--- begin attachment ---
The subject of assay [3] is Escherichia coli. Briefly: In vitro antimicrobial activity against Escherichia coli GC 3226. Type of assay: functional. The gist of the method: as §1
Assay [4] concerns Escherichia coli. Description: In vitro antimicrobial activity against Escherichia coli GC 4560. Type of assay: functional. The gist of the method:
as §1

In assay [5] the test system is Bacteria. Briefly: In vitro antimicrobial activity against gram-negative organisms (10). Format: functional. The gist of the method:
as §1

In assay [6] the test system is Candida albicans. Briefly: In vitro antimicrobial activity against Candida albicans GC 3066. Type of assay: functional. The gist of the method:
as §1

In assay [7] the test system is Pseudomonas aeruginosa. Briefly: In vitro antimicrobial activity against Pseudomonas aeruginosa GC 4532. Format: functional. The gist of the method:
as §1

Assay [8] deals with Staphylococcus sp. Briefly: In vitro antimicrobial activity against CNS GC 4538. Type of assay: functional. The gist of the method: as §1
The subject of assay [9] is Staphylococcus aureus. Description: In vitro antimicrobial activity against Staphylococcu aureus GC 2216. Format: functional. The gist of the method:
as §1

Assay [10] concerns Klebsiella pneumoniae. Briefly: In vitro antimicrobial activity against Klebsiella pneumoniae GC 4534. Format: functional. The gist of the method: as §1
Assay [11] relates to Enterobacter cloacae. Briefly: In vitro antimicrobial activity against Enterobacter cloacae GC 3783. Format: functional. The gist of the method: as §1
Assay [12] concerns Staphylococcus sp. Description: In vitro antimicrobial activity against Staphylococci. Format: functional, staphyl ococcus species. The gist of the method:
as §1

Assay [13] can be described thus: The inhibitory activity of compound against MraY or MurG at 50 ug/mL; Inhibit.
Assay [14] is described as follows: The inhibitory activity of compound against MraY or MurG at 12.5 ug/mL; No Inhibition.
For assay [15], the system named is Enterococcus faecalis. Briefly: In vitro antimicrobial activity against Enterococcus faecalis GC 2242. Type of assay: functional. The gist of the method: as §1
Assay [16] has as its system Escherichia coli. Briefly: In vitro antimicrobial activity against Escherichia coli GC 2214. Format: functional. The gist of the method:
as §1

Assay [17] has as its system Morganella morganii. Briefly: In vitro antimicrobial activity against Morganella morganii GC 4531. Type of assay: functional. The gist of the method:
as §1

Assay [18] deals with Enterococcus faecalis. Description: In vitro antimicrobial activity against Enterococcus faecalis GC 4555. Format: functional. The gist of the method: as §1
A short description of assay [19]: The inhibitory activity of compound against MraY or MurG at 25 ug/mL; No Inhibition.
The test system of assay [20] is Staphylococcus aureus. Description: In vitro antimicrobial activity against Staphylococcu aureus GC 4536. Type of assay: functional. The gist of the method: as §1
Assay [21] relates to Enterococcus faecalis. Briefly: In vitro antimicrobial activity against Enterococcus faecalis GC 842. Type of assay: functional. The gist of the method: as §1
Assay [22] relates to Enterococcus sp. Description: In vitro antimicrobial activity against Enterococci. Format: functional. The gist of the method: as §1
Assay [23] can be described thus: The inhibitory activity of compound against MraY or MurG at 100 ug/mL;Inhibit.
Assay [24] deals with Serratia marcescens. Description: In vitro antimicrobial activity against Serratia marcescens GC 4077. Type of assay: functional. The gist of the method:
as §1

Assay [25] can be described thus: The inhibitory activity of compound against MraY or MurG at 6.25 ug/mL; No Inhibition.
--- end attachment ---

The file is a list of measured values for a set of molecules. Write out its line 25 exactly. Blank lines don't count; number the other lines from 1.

A short description of assay [19]: The inhibitory activity of compound against MraY or MurG at 25 ug/mL; No Inhibition.